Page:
- 1. How much have you all determined to be a living wage here in Nashville? Does that include benefits?
-The living wage for a family varies according to the composition and special needs of the family. A single mother with two kids in preschool has greater need than a single woman or man with no children. By the estimation of the Self-Sufficiency Standard for Tennessee, a single adult needs $15,900 per year, and the a household with two adults and two young children needs $37,700 per year. A household with two children and a single parent needs $31,600. These numbers include the cost of complete benefits, but do not include luxuries such as eating out, saving, etc. The living wage standard used by any specific company tends to be an average of these figures (each worker is paid the same living wage; it's not figured individually based on family situation).
- 2. How much does the average service worker make here at Vandy?
This kind of information is being carefully withheld from the public by the administration. By our crude estimates, $6.50ph seems likely for low bracket jobs. At this level, a single parent of two would have to work 90+ hours per week every week of the year to meet the needs of the family.
- 3. How many workers are affected by pay that is lower than a living wage on campus?
This information is also carefully withheld by the administration from the public, including professors and students. Our best estimate is more than 700 people are paid less than a living wage.
- 4. What have you done to solve this problem?
Living Income for Vanderbilt Employees has had a few successful campaigns. We have lobbied the administration to provide Short Term Disability insurance to employees, and they recently initiated a new coverage plan for short term disability. It was not exactly what we were asking for, but it is better than nothing!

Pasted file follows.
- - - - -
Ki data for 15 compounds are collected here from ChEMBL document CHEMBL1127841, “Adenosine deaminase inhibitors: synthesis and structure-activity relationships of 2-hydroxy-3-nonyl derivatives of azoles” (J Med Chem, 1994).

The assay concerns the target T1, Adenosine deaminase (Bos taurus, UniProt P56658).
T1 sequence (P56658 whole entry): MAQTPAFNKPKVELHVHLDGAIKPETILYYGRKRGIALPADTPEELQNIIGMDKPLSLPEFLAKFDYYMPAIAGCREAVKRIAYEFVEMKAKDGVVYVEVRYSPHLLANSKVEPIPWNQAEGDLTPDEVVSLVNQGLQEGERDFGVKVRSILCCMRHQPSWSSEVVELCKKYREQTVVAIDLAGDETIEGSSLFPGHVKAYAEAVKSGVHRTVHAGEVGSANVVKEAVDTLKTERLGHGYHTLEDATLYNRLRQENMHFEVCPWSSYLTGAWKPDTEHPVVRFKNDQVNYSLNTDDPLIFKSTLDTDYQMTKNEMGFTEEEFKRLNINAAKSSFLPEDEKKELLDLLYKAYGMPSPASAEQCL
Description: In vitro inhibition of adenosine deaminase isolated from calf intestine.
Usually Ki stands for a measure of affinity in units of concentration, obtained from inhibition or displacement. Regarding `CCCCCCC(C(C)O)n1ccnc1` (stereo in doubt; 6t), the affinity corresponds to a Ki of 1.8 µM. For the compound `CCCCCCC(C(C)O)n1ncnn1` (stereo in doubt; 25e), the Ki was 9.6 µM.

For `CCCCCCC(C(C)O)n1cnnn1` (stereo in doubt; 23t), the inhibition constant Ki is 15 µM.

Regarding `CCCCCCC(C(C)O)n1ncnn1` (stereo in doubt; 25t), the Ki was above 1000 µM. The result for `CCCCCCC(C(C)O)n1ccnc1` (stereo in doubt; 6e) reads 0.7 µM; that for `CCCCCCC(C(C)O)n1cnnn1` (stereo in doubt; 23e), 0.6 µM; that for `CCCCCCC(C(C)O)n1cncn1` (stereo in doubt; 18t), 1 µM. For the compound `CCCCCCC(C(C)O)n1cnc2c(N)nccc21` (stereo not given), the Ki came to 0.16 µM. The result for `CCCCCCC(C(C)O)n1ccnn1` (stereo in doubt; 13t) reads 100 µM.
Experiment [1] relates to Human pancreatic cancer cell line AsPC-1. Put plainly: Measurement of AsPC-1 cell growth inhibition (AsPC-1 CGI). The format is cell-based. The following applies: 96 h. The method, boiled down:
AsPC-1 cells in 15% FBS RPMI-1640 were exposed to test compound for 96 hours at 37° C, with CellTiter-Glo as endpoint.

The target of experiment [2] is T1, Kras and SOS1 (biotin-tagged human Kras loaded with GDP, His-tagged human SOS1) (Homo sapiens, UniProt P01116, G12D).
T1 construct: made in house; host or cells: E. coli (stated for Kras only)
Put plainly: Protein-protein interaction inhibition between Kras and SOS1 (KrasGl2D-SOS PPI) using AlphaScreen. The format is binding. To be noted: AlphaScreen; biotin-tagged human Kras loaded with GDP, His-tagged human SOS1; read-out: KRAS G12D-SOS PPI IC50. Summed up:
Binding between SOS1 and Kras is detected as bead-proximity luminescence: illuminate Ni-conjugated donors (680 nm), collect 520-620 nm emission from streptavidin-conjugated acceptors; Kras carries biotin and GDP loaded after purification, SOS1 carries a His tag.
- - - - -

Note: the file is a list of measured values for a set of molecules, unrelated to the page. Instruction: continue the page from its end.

- 5. What elso are you working on to address this problem?
To begin meeting more of the needs of the workers, the administration should revise the sick/holiday time off policy. We ask that a more generous and flexible plan replace the rigidly interpreted plan currently in use. The administration has stated that such a plan would be "too expensive" but our research indicates that the policy would be economical and easy to implement. This kind of policy has been implemented at other major employers with only minimal costs to the company.
- 7. Will the resolution reduce the number of jobs available on campus?
This should have no impact on the need for workers on campus. Job retension should increase, saving money on training and other expenses linked to high turnover rates.
- 8. Can you recommend anything that students can do to support the campaign?
Get on an email action listserve, hang fliers, sign the petition to the admins for information about employment on campus. Come to meetings of LIVE. Join a specialty committee.